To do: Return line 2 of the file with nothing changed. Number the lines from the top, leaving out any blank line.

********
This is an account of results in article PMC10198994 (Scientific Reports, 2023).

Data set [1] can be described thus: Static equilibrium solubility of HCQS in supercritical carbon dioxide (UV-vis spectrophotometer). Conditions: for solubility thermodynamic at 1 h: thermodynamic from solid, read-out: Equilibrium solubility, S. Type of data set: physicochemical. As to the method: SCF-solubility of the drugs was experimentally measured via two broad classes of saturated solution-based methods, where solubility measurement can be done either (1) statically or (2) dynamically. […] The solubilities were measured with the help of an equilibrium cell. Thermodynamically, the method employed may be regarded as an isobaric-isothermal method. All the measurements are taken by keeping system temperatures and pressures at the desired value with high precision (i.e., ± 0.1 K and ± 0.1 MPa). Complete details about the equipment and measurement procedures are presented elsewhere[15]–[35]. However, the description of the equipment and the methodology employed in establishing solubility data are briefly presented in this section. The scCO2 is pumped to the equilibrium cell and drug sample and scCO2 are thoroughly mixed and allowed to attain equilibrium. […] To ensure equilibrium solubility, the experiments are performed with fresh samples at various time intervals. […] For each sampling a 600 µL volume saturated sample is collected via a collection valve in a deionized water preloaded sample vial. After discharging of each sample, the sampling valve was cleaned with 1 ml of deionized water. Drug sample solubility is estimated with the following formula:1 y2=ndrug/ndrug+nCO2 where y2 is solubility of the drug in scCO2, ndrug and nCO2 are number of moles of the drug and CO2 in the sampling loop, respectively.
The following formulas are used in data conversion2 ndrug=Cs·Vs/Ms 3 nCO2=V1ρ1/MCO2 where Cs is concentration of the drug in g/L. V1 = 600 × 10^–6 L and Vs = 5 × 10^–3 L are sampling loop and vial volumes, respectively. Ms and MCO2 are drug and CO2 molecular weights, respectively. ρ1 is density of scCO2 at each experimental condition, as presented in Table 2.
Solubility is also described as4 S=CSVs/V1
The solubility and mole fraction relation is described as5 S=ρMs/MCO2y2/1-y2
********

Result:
Data set [1] can be described thus: Static equilibrium solubility of HCQS in supercritical carbon dioxide (UV-vis spectrophotometer). Conditions: for solubility thermodynamic at 1 h: thermodynamic from solid, read-out: Equilibrium solubility, S. Type of data set: physicochemical. As to the method: SCF-solubility of the drugs was experimentally measured via two broad classes of saturated solution-based methods, where solubility measurement can be done either (1) statically or (2) dynamically. […] The solubilities were measured with the help of an equilibrium cell. Thermodynamically, the method employed may be regarded as an isobaric-isothermal method. All the measurements are taken by keeping system temperatures and pressures at the desired value with high precision (i.e., ± 0.1 K and ± 0.1 MPa). Complete details about the equipment and measurement procedures are presented elsewhere[15]–[35]. However, the description of the equipment and the methodology employed in establishing solubility data are briefly presented in this section. The scCO2 is pumped to the equilibrium cell and drug sample and scCO2 are thoroughly mixed and allowed to attain equilibrium. […] To ensure equilibrium solubility, the experiments are performed with fresh samples at various time intervals. […] For each sampling a 600 µL volume saturated sample is collected via a collection valve in a deionized water preloaded sample vial. After discharging of each sample, the sampling valve was cleaned with 1 ml of deionized water. Drug sample solubility is estimated with the following formula:1 y2=ndrug/ndrug+nCO2 where y2 is solubility of the drug in scCO2, ndrug and nCO2 are number of moles of the drug and CO2 in the sampling loop, respectively.